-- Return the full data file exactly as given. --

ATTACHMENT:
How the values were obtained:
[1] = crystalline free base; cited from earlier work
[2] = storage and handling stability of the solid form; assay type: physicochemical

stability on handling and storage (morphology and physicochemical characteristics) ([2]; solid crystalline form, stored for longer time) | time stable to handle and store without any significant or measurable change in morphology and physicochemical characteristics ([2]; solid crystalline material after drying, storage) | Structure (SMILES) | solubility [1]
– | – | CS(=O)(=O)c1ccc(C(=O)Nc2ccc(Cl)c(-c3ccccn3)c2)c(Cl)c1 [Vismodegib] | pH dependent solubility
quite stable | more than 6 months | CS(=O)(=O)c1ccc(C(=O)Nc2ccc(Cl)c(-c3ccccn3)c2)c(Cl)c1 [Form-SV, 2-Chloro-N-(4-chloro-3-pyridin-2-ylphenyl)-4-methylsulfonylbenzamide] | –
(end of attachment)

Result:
How the values were obtained:
[1] = crystalline free base; cited from earlier work
[2] = storage and handling stability of the solid form; assay type: physicochemical

stability on handling and storage (morphology and physicochemical characteristics) ([2]; solid crystalline form, stored for longer time) | time stable to handle and store without any significant or measurable change in morphology and physicochemical characteristics ([2]; solid crystalline material after drying, storage) | Structure (SMILES) | solubility [1]
– | – | CS(=O)(=O)c1ccc(C(=O)Nc2ccc(Cl)c(-c3ccccn3)c2)c(Cl)c1 [Vismodegib] | pH dependent solubility
quite stable | more than 6 months | CS(=O)(=O)c1ccc(C(=O)Nc2ccc(Cl)c(-c3ccccn3)c2)c(Cl)c1 [Form-SV, 2-Chloro-N-(4-chloro-3-pyridin-2-ylphenyl)-4-methylsulfonylbenzamide] | –